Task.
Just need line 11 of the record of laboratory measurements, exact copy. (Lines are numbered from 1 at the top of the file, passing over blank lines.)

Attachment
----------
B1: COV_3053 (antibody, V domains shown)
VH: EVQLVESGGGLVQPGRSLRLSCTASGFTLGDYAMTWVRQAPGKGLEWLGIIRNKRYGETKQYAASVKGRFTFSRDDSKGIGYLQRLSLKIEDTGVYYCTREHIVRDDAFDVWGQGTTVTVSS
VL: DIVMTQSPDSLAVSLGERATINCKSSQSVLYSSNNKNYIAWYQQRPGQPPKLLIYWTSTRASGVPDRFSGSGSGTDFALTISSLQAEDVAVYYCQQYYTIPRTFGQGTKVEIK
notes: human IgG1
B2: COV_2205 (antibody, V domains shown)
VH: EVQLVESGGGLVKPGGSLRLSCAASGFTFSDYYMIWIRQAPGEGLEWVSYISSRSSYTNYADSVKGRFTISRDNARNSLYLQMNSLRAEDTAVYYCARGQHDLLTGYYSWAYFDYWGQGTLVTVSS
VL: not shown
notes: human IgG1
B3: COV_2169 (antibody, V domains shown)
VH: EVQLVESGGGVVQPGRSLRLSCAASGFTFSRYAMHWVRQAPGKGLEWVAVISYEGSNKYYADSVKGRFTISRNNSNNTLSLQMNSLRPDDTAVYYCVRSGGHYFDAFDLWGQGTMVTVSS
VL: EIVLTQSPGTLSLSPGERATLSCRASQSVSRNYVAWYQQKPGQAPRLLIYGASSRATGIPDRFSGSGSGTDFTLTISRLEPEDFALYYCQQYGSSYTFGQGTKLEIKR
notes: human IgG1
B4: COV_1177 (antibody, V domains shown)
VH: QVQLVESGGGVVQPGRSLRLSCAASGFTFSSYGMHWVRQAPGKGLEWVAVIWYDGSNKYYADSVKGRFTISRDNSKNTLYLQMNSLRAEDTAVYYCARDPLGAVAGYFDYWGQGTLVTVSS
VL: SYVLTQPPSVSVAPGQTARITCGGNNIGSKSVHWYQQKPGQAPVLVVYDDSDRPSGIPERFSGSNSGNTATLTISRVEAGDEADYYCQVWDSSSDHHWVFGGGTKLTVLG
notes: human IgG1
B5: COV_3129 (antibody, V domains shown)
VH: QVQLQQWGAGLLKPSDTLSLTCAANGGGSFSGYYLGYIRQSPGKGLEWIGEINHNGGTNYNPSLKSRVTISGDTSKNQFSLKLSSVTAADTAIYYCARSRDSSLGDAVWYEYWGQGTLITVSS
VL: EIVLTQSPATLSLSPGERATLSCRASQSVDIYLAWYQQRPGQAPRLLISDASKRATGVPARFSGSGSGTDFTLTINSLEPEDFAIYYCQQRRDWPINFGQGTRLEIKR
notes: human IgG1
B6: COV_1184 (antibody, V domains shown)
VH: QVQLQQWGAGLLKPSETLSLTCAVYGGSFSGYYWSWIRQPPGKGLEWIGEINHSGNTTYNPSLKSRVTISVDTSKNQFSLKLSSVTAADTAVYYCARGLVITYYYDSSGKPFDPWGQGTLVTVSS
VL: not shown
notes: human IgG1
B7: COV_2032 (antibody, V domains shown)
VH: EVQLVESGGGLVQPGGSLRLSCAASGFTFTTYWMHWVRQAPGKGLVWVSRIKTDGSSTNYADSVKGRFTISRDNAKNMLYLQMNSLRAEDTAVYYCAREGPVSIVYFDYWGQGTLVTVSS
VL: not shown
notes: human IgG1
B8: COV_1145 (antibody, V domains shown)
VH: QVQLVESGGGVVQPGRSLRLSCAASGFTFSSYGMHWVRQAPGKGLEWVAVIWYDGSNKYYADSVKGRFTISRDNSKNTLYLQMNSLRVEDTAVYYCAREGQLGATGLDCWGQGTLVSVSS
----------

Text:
VL: EIVLTQSPGTLSLSPGERATLSCRASQSVSRNYVAWYQQKPGQAPRLLIYGASSRATGIPDRFSGSGSGTDFTLTISRLEPEDFALYYCQQYGSSYTFGQGTKLEIKR